The vote takes place amid a fragile domestic situation, and it is likely to deepen Burundi’s existing climate of fear, raise the likelihood of mass atrocities, and further accelerate regional democratic backsliding.
This decision is counterproductive to the government’s stated goals of political reform and inclusive governance. It undercuts Ethiopia’s security by emboldening those who believe that violence is the only way to achieve fundamental political reform in Ethiopia, but it also negates the national and international goodwill generated by the country’s unprecedented recent release of hundreds of high-profile political prisoners.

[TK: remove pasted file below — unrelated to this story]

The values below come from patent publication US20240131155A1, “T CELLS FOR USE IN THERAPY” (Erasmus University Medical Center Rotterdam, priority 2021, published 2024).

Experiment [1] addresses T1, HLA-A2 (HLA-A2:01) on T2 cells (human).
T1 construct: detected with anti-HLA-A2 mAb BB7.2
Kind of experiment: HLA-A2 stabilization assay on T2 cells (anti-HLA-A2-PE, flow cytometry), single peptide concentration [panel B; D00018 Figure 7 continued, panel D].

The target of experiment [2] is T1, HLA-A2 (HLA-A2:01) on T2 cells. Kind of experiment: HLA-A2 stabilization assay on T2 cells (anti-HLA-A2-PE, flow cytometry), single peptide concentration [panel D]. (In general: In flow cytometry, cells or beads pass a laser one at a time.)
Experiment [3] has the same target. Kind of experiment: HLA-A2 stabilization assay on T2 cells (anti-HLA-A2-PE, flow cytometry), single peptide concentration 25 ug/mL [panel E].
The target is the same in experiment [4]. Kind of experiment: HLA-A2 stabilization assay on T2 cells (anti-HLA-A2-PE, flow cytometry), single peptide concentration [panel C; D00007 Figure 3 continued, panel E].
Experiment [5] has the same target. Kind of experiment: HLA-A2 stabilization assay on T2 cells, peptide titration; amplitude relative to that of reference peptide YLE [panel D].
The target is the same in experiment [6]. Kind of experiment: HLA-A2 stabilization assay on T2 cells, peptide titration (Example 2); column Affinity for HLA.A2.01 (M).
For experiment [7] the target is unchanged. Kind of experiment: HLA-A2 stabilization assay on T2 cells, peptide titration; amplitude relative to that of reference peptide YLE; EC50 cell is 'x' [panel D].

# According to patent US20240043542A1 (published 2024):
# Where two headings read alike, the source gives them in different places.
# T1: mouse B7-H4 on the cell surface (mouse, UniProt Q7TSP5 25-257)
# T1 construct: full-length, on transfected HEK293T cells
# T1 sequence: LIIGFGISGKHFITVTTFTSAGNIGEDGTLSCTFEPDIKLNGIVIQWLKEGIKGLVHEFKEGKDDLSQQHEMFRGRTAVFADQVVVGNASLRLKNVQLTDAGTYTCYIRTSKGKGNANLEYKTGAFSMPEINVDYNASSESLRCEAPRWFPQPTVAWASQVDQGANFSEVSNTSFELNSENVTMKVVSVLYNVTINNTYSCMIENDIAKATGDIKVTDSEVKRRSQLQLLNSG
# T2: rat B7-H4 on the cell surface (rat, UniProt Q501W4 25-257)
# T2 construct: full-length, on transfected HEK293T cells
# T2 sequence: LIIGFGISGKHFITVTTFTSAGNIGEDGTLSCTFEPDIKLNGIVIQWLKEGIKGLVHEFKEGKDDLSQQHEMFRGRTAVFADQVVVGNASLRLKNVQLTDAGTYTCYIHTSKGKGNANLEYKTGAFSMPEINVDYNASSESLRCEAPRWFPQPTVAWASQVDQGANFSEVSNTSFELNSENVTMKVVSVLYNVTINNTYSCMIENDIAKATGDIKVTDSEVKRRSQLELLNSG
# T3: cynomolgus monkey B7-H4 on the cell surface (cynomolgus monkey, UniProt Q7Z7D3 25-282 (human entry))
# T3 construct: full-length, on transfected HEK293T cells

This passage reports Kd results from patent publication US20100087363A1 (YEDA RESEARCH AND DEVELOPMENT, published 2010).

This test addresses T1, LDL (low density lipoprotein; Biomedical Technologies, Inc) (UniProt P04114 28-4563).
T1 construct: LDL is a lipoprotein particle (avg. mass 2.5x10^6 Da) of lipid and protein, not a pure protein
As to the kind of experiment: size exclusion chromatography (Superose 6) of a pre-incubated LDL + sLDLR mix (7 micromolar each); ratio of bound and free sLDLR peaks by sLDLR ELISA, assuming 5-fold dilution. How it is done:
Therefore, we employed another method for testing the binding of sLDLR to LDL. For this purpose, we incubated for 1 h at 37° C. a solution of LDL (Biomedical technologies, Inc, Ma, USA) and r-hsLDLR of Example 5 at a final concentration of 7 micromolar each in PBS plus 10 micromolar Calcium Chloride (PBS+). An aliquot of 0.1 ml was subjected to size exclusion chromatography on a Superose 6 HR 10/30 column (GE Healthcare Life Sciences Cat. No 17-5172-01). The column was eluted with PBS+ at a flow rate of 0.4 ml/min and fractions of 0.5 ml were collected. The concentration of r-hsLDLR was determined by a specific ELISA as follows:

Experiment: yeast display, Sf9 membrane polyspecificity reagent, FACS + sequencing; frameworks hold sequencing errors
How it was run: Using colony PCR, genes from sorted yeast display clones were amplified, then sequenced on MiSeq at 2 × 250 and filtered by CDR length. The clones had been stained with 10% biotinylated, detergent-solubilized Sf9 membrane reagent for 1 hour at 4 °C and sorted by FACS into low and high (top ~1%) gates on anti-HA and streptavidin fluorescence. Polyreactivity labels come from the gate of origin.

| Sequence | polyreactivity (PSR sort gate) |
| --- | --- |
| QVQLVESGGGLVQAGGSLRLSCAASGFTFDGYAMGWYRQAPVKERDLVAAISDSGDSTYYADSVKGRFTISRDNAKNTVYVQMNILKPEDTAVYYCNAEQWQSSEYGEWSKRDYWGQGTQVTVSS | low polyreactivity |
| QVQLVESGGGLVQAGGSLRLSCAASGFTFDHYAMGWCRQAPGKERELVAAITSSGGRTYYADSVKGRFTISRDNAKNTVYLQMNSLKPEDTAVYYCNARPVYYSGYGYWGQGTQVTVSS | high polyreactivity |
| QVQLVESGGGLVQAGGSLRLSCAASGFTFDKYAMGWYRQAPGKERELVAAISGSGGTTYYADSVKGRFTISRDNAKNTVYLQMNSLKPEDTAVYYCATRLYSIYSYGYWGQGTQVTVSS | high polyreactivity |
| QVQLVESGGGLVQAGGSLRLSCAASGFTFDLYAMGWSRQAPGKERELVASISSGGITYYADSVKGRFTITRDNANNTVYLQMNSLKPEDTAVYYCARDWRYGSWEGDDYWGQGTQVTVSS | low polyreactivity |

A rapid pivot is the best hope for the ruling coalition Ethiopian People’s Revolutionary Democratic Front (EPRDF) to preserve prospects for long-term peace in Ethiopia.
The protest movement playing out in Ethiopia is one of the most consequential conflicts on the African continent – more than any other, it has the potential to upend US policy in the Horn of Africa. It could disrupt counterterrorism efforts in Somalia and reduce the number of peacekeeping troops in South Sudan. But alarmingly, it has barely registered in Washington policy discussions or in the American press.